Folk, the landmark play celebrating the traditions of rural England, takes centre stage at the McGrigor Hall from 25th to 29th July as the 2023 Frinton Summer Theatre festival of the arts continues.
Theatre-lovers can expect an evocative performance filled with beautiful music and pastoral song, starring the hugely talented pianist, William Oxborrow.
More than a hundred years on from the origins of Folk, the debate still rages as to whether this music should have been committed to paper or continued the centuries-old tradition of being passed from generation to generation by vocal learning.
The controversy began in 1903, when musician and composer Cecil Sharp set about visiting the Somerset countryside to hear and collect the great songs of a long-established oral tradition. Sharp came across hundreds of beautiful, haunting melodies and songs, and began transcribing them. During his travels he came across two half-sisters, Louie Hooper and Lucy White, whose voices and tunes utterly captivated him, perfectly encapsulating what seemed like the ultimate English pastoral idyll.
Folk tells the story of how Sharp visited remote Somerset villages and collected their traditional songs whilst getting to know and perhaps understand a little more about their hard lives. There are spine-tingling moments as the women project their inner emotions through beautiful song.
Whatever your opinion on the ethics of harvesting these songs from the fields of England, there is no doubting that without Sharp’s involvement the world might not have heard such sublime musicality.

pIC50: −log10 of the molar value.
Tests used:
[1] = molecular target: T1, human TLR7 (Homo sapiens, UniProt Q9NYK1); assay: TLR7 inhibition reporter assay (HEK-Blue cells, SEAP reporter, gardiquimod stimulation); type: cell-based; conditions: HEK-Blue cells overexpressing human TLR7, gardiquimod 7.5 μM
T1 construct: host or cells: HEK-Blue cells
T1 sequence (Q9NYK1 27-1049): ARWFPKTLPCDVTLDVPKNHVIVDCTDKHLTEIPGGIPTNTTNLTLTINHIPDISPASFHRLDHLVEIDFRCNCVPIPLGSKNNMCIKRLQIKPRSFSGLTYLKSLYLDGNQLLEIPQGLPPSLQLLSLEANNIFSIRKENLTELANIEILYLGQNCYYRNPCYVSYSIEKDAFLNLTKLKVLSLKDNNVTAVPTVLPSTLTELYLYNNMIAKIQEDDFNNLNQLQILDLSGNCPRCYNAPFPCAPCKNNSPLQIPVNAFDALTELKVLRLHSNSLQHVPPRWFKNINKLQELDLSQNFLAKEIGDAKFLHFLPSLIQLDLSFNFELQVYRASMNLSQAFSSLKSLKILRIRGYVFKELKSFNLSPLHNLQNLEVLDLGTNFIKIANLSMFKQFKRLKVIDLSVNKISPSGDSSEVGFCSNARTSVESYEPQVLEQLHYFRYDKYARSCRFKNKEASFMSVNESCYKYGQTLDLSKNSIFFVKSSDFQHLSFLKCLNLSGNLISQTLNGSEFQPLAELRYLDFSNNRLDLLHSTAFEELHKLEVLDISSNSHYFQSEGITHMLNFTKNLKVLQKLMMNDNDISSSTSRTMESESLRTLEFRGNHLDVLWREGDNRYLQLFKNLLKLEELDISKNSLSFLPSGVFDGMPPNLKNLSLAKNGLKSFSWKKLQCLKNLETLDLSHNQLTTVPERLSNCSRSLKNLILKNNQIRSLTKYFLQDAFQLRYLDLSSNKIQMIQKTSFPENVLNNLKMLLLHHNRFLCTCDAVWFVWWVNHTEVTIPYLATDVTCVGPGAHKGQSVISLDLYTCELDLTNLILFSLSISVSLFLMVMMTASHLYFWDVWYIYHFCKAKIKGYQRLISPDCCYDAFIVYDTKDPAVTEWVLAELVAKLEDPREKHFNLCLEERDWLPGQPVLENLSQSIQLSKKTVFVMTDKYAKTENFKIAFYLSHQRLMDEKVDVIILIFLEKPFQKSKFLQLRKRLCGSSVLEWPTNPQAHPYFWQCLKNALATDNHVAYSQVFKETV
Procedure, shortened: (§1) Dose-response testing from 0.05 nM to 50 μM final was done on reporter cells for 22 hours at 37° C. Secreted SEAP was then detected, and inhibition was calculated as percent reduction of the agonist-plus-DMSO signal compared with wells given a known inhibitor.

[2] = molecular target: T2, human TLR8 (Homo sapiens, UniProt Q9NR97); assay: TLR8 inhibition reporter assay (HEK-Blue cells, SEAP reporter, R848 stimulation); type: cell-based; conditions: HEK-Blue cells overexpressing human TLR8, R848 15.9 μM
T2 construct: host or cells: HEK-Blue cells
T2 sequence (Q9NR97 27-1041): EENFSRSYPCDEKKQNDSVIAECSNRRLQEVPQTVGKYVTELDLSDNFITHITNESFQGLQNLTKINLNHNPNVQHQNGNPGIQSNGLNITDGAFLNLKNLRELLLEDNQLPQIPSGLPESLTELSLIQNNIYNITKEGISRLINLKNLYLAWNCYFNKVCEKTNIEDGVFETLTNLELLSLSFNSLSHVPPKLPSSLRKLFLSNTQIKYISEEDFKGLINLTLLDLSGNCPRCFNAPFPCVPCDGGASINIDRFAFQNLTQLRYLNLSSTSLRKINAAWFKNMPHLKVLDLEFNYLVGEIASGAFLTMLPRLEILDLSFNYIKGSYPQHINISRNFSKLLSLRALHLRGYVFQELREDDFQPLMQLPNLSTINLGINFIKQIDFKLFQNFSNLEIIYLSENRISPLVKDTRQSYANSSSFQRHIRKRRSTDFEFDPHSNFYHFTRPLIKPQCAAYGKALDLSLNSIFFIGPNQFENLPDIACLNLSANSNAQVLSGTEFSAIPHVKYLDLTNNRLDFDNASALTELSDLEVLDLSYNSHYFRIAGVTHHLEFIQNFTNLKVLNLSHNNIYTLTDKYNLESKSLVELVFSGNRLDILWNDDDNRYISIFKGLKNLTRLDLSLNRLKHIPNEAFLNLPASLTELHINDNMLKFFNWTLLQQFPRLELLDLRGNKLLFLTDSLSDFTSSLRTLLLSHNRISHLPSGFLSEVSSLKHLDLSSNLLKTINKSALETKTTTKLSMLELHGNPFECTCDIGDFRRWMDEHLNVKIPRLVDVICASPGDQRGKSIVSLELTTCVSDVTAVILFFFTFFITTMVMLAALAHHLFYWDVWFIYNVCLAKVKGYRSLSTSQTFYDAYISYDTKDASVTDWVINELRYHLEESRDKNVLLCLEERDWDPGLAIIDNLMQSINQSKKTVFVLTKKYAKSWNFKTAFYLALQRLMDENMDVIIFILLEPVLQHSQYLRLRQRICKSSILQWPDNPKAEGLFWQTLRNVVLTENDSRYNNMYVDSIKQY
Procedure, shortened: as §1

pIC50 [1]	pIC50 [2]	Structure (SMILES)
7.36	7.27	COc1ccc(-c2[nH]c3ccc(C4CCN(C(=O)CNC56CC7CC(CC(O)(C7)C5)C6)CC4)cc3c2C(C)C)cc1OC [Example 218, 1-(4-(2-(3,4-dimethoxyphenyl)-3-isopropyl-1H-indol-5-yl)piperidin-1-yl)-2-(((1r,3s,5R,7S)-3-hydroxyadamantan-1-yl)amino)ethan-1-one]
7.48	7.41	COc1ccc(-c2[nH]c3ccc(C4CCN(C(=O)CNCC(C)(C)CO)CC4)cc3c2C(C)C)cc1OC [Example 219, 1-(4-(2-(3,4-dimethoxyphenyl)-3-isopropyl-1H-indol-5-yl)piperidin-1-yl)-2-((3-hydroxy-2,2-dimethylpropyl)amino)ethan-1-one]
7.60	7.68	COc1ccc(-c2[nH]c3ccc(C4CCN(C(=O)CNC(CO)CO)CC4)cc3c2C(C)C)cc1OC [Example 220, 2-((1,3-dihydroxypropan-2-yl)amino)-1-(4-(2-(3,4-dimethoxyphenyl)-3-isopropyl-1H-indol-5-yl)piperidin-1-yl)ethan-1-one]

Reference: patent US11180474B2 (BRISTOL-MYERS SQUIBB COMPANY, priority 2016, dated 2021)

In this fabulous presentation of Folk, Frinton Summer Theatre is delighted to welcome back William Oxborrow, who appeared expertly playing his violin in last season’s performance of Ladies in Lavender, in the role of Cecil Sharp to demonstrate his exceptional skills on the piano.
Frinton Summer Theatre’s artistic director, Clive Brill, said: “Frinton Summer Theatre has a long-held reputation for bringing the very best talent from the West End to the Essex coast. To have William Oxborrow performing as Cecil Sharp is such a coup and audiences are set to be delighted by his musical talents.
“This performance of Folk celebrates all that is great about the true origins of music from the voices of the people inspired to create it. It’s a classic tale of storytelling, emotion and expression, beautifully told through an enchanting soundtrack.”
All evening performances are at 7:30pm, with matinee performances at 2:30pm, and ticket prices range from £20 to £25 for evening shows and from £18 to £23 for matinees, with a 10% discount if you book every show in the McGrigor Hall season.